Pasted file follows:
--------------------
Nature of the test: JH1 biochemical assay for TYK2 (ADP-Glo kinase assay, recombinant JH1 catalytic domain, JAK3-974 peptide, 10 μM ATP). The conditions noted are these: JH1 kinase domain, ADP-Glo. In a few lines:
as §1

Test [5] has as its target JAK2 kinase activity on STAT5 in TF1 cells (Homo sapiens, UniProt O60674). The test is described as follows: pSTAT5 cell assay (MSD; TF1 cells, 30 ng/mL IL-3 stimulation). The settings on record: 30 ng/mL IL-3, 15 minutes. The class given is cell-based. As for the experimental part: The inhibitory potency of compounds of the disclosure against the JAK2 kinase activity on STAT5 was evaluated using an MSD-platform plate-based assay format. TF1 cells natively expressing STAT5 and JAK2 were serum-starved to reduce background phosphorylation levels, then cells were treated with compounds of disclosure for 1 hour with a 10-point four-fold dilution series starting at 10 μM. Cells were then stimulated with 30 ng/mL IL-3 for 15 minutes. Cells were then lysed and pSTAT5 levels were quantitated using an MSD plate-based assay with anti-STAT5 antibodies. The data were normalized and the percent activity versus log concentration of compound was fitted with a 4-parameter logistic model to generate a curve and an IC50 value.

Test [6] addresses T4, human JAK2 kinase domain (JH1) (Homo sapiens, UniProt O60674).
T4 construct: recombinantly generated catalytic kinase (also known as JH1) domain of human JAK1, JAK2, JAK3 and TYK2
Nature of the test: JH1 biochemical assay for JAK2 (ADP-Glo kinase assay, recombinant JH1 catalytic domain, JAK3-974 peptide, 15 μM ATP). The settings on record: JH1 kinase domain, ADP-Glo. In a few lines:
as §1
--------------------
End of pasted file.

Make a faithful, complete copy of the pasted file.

Nature of the test: JH1 biochemical assay for TYK2 (ADP-Glo kinase assay, recombinant JH1 catalytic domain, JAK3-974 peptide, 10 μM ATP). The conditions noted are these: JH1 kinase domain, ADP-Glo. In a few lines:
as §1

Test [5] has as its target JAK2 kinase activity on STAT5 in TF1 cells (Homo sapiens, UniProt O60674). The test is described as follows: pSTAT5 cell assay (MSD; TF1 cells, 30 ng/mL IL-3 stimulation). The settings on record: 30 ng/mL IL-3, 15 minutes. The class given is cell-based. As for the experimental part: The inhibitory potency of compounds of the disclosure against the JAK2 kinase activity on STAT5 was evaluated using an MSD-platform plate-based assay format. TF1 cells natively expressing STAT5 and JAK2 were serum-starved to reduce background phosphorylation levels, then cells were treated with compounds of disclosure for 1 hour with a 10-point four-fold dilution series starting at 10 μM. Cells were then stimulated with 30 ng/mL IL-3 for 15 minutes. Cells were then lysed and pSTAT5 levels were quantitated using an MSD plate-based assay with anti-STAT5 antibodies. The data were normalized and the percent activity versus log concentration of compound was fitted with a 4-parameter logistic model to generate a curve and an IC50 value.

Test [6] addresses T4, human JAK2 kinase domain (JH1) (Homo sapiens, UniProt O60674).
T4 construct: recombinantly generated catalytic kinase (also known as JH1) domain of human JAK1, JAK2, JAK3 and TYK2
Nature of the test: JH1 biochemical assay for JAK2 (ADP-Glo kinase assay, recombinant JH1 catalytic domain, JAK3-974 peptide, 15 μM ATP). The settings on record: JH1 kinase domain, ADP-Glo. In a few lines:
as §1